Yesterday a new billboard for a fashion company went up in Times Square with a rather unusual model wearing the product, President Obama. Now, even though the image on the board is from Obama's trip to China and shows him wearing the company's product, of course the White House has already asked the company to take the ad down. The president did not give his permission to use his likeness and never would have if asked. Was it wrong to use the president's image for this purpose? Yes. Was it risky? Not in the least.
There is a zero percent chance of the president or the administration suing the company for monetary damages (though I wouldn't be surprised if the IRS takes a closer look at their books this year) for the misappropriation of his image. And while there's a risk of offending people, I'd actually argue that this is the safest creative execution I've seen in years, because it does something most other billboards never do, gets noticed in a way that's relevant to the product. In fact, for the cost of the billboard this company has gained exposure in national and international newspapers, the web, and television.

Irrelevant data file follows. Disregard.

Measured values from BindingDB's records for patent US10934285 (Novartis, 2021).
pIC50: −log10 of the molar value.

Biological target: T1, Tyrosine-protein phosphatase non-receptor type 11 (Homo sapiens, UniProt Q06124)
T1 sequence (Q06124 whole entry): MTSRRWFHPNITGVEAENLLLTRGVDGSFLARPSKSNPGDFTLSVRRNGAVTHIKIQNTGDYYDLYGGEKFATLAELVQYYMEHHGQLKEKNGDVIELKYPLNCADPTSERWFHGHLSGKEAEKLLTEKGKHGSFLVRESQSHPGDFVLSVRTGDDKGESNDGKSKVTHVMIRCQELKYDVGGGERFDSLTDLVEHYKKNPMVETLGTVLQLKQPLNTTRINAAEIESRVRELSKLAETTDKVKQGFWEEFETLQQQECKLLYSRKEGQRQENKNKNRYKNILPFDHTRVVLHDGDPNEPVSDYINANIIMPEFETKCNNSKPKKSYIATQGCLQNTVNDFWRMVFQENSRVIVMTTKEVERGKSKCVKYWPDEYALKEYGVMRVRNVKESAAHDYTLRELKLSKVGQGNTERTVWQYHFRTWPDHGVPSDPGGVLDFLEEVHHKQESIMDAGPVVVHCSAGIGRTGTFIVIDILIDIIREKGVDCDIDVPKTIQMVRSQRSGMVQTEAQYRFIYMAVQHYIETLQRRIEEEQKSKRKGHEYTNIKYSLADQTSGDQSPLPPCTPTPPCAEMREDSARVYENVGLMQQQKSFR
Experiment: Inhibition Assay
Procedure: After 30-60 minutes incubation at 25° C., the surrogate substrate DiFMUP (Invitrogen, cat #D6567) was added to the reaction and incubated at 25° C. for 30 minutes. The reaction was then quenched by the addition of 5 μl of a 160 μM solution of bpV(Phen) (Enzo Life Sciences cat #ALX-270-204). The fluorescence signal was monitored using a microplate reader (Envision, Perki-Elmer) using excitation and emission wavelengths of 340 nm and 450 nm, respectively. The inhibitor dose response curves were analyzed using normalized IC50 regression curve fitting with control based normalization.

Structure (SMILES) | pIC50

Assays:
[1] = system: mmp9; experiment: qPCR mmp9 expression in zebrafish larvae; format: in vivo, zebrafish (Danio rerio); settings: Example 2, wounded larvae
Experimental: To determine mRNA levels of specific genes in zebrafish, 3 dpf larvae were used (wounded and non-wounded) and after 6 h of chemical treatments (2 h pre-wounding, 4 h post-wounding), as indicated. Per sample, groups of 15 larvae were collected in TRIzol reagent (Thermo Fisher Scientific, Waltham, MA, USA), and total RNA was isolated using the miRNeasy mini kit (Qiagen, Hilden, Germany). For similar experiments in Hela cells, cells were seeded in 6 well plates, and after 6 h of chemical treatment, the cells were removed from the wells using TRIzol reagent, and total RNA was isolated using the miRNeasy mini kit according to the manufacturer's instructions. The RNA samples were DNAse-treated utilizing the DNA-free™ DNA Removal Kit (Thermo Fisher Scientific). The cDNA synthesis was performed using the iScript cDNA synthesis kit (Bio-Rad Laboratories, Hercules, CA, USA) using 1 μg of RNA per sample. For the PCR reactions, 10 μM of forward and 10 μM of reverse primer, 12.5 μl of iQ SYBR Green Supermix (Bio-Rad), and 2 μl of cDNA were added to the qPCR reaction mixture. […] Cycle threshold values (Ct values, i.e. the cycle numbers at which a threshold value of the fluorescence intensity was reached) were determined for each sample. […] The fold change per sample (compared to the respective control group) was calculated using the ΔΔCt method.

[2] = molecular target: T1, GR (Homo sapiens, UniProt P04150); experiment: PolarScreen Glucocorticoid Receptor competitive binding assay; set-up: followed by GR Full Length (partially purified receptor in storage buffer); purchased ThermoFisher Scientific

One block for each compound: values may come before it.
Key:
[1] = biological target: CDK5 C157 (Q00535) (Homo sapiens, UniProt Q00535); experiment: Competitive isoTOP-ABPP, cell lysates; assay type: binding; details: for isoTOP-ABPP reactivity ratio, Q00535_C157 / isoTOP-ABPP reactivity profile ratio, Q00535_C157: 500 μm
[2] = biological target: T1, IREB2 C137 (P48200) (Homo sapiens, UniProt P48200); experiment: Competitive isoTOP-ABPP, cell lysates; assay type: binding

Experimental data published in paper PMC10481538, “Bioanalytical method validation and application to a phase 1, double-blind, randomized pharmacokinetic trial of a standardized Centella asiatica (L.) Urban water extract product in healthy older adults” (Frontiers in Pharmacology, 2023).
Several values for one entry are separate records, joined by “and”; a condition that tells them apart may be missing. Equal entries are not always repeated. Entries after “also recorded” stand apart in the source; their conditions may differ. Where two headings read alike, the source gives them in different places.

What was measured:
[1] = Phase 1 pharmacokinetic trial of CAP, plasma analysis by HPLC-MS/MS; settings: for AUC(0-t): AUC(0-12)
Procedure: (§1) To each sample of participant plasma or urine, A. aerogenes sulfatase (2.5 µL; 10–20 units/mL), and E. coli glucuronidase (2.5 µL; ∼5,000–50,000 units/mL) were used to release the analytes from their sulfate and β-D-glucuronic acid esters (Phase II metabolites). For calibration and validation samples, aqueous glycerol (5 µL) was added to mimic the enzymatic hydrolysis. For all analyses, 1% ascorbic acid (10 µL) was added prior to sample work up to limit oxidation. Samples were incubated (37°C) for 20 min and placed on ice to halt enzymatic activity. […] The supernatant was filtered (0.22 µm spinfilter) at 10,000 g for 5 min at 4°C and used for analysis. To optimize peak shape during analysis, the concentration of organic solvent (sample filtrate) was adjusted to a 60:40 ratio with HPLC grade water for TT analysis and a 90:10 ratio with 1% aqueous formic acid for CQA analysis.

Most advertisers would kill for this kind of buzz. But most will never get it because they're so afraid of offending just one person. That's why most ads are boring and lifeless. If you want to create buzz, you have to incite passion and passion comes in two flavors, love and hate. Successful marketers understand this and learn to live with it.